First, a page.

A few years ago, we were meeting with Mom and discussing her funeral and burial wishes. She was asked if there was anything special that she would like to be spoken at her funeral ceremony. She thought for a moment and said that the best thing that someone could say would be “Look…She is moving!!!”
Mom was a funny, tough, Irish/Dutch farm girl, raised during the Depression. She lived her long life to the fullest, and was finally brought down by the combination of Parkinson’s and Covid-19. A lifelong Democrat, she was an avid news follower, and was looking forward to the next election.
She had an incredible life. She grew up in Wykoff, a small town in southern Minnesota which was settled by German immigrants. As the Lead Clarinet in the high school band, she was upset that the band was required to play the German national anthem at community events while the US was at war with Germany. With a twinkle in her blue eyes she said, “I just couldn’t take it anymore. I refused to play my clarinet and the German anthem was played no more!” But her most fowl memory was of taking her mother’s advice for getting that little bit of extra Sparkling White plumage on her County Fair-bound and soon-to-be prize-winning chickens, which had Mom wash them down with a dash of Dandy Andy’s laundry bluing. The dash was more like a dollop and turned her chickens a vivid and new shade of blue previously unseen in Minnesota’s Fowl Pageant circles. It’s no wonder she felt that she had to leave that town and attend Winona Teachers College.
After graduating, she moved to Byron, Minnesota to teach elementary school and to see-duce Gordon Close, who never really had a chance against her. Gordon attended the U of M Forestry School and became a ranger with the US Forest Service. They moved to Ely, Minnesota, had both a girl and boy babies. Gordon discovered a creek and named it after Carol; the henceforth named Carol Creek. Being in the Forest Service meant moving frequently, so next was Eagle River, Wisconsin, where Carol taught grades 1-6 in a one room schoolhouse. Then to the Dora Lake Ranger Station, 25 miles east of Blackduck, MN, where she perfected the art of being the Rangers Wife, the epitome of the jackpine frontier cultural hierarchy. And, while rangering around out in the woods, her Gordon discovered the virgin stand of white pine timber that is now protected as The Lost 40. Their next move was to the Ranger Station in Winona MO, (also known as BoogerCounty), in the heart of Deliverance style hillbilly country, where some of the in-bred locals could not tell the difference between a US Forest Ranger, and a US Bureau of Alcohol Agent. They didn’t mind trying to run the Revenooer’s little lady off’n the road with all the kids in her car, neither. The next, and last, move was to Bemidji, MN, driving into town on a dark December evening in 1962. The four kids in the back seat wanted to know what all those tiny houses were doing in that big snow covered field out in front of the town. She told them that was where the Lumberjacks stayed after their wives kicked them out.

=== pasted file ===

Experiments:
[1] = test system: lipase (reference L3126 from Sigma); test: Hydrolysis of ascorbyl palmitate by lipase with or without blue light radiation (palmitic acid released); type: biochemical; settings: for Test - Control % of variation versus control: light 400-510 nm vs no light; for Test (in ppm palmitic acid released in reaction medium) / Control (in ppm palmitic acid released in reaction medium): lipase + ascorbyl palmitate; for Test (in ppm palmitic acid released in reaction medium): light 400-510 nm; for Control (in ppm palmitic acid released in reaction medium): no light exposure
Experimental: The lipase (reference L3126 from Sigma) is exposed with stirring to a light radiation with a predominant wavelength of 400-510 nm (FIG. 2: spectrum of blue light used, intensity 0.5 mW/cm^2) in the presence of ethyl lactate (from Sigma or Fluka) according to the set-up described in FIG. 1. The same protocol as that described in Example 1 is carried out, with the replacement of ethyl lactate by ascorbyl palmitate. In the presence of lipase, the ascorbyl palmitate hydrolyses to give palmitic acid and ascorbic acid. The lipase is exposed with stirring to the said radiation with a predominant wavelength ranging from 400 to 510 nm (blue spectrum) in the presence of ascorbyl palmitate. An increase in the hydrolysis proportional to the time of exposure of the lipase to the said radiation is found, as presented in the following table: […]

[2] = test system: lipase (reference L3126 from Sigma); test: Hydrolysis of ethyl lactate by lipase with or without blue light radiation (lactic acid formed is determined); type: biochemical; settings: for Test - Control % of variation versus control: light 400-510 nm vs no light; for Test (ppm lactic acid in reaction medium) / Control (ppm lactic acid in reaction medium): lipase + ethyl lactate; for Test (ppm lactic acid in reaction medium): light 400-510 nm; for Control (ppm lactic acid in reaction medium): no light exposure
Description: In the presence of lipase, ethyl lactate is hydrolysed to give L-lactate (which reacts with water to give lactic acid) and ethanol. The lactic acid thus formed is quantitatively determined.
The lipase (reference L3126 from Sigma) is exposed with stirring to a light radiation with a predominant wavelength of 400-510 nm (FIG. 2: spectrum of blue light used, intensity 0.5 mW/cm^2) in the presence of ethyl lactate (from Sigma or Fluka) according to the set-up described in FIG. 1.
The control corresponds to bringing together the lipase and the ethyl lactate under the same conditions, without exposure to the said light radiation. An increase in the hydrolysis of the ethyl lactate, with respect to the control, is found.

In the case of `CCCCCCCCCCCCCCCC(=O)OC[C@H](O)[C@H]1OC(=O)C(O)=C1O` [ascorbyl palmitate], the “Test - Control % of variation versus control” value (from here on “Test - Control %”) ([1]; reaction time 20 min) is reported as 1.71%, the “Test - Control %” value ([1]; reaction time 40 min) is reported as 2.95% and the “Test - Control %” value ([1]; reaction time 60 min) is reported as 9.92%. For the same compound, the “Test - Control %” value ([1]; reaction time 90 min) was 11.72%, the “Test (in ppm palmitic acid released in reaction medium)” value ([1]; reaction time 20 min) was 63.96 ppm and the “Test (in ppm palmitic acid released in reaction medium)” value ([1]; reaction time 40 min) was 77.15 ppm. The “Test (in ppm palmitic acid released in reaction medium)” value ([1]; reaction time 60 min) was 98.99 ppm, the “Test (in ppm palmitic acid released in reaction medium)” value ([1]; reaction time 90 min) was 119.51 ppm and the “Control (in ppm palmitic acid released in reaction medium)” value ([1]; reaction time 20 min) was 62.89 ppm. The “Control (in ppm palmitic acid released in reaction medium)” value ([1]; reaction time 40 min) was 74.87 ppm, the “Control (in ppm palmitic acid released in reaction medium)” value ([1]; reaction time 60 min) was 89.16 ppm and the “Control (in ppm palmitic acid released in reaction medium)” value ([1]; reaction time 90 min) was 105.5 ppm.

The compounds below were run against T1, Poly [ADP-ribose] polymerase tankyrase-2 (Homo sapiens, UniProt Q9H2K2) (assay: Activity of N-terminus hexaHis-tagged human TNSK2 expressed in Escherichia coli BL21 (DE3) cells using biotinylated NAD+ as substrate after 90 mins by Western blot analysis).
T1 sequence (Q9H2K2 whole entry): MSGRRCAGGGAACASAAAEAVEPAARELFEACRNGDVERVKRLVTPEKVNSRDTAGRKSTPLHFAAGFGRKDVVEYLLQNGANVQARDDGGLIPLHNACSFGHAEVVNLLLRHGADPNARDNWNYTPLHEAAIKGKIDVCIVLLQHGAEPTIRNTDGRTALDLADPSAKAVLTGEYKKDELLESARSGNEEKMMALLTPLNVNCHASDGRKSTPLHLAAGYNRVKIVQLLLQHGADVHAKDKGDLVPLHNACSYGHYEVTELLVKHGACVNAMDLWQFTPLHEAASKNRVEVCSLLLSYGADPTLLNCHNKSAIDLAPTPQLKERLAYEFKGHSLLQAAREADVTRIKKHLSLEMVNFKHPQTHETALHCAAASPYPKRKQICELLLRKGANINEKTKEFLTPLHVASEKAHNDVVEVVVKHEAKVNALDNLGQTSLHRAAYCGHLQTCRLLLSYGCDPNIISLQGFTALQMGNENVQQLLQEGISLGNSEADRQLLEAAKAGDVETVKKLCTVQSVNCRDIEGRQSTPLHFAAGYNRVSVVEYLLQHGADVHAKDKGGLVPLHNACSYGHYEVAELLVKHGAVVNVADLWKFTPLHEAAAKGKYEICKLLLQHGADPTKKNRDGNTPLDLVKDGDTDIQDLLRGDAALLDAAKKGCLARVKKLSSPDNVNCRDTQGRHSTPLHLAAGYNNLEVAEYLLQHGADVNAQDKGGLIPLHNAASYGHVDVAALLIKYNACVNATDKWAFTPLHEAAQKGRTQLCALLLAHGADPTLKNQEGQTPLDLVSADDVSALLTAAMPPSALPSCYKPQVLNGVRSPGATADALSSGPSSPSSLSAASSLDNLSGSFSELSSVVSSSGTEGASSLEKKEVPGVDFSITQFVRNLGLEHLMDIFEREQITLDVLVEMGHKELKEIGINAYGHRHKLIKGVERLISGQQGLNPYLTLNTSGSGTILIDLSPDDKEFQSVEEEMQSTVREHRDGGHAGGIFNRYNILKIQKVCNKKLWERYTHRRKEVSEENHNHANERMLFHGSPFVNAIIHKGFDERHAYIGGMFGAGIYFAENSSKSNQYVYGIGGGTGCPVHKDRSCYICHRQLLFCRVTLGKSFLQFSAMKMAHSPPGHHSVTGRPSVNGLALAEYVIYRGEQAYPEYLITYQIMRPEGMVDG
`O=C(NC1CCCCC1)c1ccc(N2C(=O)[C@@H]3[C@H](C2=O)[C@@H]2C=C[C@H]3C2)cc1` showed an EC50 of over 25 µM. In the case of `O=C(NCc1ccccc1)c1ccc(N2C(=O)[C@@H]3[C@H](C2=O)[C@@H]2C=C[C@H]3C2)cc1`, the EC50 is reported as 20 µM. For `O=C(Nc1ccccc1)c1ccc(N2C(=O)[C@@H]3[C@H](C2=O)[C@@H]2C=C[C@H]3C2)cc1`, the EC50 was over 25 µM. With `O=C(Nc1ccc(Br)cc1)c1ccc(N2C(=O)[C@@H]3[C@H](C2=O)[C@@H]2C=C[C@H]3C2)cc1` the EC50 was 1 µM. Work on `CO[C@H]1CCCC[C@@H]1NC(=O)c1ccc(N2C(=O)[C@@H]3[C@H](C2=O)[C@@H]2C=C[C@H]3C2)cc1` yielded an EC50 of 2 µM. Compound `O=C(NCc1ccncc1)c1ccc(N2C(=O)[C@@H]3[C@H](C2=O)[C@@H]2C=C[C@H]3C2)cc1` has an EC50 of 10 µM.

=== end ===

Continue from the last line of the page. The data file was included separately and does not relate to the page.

Carol received her Master’s Degree from BSU, and began teaching 3rd grade at Northern School, where she inspired hundreds of lucky kids. She was active in the teacher’s union, Delta Kappa Gamma Society, the Presbyterian Church, quilting guild, bridge circuit and the food shelf. Carol and Gordon had a series of campers, each one bigger than the last, and visited nearly every state in the US, stopping at the homes of their relatives and their many Forest Service friends.
Gordon passed in 1999 and Carol continued unabated: golfing, mushroom hunting, blueberry picking, fishing, card parties, quilting, gardening, trips on cruise ships to Ireland and the Caribbean.
She was always up to something, like standing on her head for her 65th birthday, making dinner out of the rabbit that ate her flowers, making sock monkeys for the grandkids, playing bocce ball in the woods, canning suckers and getting her friends to eat them by claiming they were salmon, picking 4 leaf clovers, or learning to play the baritone in the community band. With 4 kids, 11 grandkids, and 2 great grandkids, she was a busy grandma. Her brother John lived in Texas, so she organized biannual family reunions. These big and rowdy get-togethers with her brother John’s family were some of her favorite times. All of the clan gathered, and enjoyed go-kart racing, horse riding, margaritas, golf, chili cook-offs, talent shows, snipe hunts, walleye fish fries, Texas BBQ clod, card games, slide shows of Texas cows and Minnesota fish, and lots of Shiner Bock and Coors silver bullets.
The last few years of her life were spent, with her faithful guard dog Hildee, at Windsong in Bemidji, where she truly enjoyed the camaraderie and card-sharking of her gang of lifelong friends and fellow retired teachers. She then moved to a senior home in St. Paul, near her kids and grandkids, where she became a favorite of the staff. Fiercely independent until the very last, she passed peacefully and with grace. Unfortunately, while we can’t say Carol Close is moving, we can definitely say that she lives on. We will miss you, Mom, you taught us everything we needed to know, and then some. You were the best.
--Julie, Mike, Dan, David